Animals Also Benefit
Researchers say that vaccines that have been developed from animal testing have also been extensively beneficial to the animals in their millions. Animals are given vaccines for diseases like infectious hepatitis virus, rabies, canine parvovirus, anthrax, tetanus, and many others.
Extra Research on Animals
Scientists also believe that animal testing in laboratories also offers a great opportunity to study other things about animals. The systems and even reproductive cycles of animals can be studied. Things beyond the scope of the initial testing itself can be discovered and used to benefit humanity.
Disadvantages of Animal Testing in Laboratories for Experiments
One of the most remarkable points used in the argument against the practice is that it causes unnecessary harm, pain, and cruelty to the animals. Advocates of animal rights like PETA have argued intensely that using animals for lab testing is a form of discrimination.
They vociferously rail that it is just making the animals suffer without basis and that animals deserve dignity and respect too. Some others say that it is morally wrong and that using animals for testing is the same as depriving them of their desires and freedom to life.
Advocates like the Humane Society International state that animals are made to undergo incredible torture in the name of testing. The organization argues that animals routinely being made to undergo water/food deprivation, force-feeding, burns, injuries (when testing healing substances) is condemnable.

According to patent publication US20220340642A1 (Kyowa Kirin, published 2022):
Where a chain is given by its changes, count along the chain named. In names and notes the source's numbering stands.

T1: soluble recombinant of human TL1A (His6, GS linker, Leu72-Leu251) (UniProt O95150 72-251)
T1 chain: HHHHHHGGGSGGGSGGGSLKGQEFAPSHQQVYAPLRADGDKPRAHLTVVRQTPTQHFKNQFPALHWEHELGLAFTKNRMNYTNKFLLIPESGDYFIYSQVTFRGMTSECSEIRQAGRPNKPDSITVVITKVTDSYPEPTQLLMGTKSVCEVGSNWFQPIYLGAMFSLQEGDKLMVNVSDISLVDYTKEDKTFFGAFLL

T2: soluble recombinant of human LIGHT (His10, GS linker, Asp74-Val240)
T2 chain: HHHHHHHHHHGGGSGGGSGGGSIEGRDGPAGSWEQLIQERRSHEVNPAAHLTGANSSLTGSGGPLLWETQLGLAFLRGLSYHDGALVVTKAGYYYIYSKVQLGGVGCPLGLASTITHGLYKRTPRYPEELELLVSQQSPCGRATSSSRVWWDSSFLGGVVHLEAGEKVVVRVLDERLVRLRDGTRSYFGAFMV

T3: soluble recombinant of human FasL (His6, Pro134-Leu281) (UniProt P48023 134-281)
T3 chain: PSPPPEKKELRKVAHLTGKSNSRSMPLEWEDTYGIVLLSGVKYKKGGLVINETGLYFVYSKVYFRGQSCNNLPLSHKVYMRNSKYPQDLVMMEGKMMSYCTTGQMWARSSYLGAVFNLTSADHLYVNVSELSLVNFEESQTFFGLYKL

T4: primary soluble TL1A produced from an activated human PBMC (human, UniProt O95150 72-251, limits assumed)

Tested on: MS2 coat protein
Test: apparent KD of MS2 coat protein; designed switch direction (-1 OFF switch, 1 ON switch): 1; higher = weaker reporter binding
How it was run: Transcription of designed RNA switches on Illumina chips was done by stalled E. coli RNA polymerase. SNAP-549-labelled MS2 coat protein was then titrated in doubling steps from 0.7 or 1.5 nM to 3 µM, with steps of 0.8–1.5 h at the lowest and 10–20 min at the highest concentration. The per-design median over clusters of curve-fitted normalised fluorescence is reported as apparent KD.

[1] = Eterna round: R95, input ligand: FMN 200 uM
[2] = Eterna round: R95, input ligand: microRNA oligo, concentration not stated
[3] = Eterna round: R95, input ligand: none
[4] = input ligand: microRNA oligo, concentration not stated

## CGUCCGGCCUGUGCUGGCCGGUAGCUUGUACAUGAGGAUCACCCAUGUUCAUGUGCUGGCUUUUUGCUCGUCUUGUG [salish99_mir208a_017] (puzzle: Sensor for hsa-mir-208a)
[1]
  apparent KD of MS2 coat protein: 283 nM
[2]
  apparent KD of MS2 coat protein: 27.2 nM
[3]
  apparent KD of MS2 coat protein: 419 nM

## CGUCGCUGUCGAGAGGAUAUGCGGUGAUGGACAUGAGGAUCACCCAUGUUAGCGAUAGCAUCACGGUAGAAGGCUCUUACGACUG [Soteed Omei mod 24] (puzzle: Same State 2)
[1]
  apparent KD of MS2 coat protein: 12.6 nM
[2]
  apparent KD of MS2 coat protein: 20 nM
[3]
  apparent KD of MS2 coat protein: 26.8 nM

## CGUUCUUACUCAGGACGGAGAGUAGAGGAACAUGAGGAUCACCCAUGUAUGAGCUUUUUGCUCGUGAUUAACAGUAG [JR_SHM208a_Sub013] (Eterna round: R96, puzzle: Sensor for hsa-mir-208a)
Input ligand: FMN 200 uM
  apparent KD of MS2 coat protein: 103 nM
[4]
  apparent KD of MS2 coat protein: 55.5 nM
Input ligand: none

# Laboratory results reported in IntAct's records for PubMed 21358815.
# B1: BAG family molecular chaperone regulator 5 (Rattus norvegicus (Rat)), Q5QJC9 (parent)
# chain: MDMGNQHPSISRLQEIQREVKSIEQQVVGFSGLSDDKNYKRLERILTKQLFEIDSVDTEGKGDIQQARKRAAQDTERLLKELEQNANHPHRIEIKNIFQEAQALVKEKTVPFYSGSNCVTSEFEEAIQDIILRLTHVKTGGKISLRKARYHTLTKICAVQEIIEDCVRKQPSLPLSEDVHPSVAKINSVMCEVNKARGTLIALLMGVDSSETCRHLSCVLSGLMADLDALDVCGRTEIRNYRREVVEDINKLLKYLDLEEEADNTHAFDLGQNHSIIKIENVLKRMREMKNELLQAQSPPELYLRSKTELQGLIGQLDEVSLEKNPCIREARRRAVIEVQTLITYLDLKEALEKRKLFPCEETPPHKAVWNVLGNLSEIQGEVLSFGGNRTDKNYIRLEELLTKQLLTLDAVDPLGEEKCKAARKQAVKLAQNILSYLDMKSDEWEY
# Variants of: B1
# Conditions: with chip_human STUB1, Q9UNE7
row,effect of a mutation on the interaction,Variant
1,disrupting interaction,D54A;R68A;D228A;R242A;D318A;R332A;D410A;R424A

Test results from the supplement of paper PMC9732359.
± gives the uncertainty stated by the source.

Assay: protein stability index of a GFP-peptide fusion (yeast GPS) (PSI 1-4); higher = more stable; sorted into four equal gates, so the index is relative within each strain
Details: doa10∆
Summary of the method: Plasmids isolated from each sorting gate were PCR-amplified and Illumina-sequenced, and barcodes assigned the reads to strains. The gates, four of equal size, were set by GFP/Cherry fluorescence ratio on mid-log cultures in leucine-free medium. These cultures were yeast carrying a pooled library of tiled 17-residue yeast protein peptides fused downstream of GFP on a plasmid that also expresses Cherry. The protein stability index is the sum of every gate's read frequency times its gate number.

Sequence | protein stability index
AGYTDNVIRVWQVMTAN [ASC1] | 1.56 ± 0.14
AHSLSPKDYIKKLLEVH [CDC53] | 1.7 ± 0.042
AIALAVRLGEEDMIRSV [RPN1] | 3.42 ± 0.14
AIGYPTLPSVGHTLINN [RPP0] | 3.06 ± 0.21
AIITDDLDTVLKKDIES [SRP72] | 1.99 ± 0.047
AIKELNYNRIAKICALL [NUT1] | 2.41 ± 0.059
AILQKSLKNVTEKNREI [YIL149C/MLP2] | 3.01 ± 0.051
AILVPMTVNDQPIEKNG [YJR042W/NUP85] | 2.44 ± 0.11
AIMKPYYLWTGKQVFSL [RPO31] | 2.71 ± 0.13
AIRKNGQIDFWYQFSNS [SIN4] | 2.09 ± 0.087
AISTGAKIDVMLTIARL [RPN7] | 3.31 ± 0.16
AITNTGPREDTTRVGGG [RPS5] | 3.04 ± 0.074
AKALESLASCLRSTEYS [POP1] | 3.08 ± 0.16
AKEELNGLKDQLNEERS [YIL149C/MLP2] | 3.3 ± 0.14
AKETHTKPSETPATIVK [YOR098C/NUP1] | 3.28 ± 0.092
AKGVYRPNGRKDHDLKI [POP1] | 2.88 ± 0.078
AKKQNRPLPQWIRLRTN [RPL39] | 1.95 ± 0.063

They also point to the direct application of pain when researching pain relief drugs. It lists decapitation, breaking of necks, and killing using gases as some of the torture-inducing methods utilized in lab testing.
Advocates of animal rights insist that using animals to carry out drug testing does not guarantee the medications’ safety. They cite an example using thalidomide, which was used in the 1950s by pregnant women. The drug led to severe deformities in thousands of babies. This was even though it was tested on animals before it was released commercially for the public. The lab tests on animals like pregnant rats and hamsters could not indicate the possibility of congenital disabilities in humans. Using an example like this, animal rights activists insist that scientists are just punishing the animals for nothing.
Waste of Resources
Animal welfare activists point out that animal testing does not come cheap. Taking care of animals in the laboratory or even having to get them from the wild in the first place and all the logistics involved can be costly.
Opponents of animal testing have denounced the practice as a needless waste of funds. They argue that the money used in practice can be diverted to other beneficial uses.
Lack of Applicability
Opponents of the practice insist that a vast majority of animal testing results in the laboratories are practically useless as they cannot be applied to human beings. They point to studies from researchers and denounce the entire process as a massive waste of intellectual energy.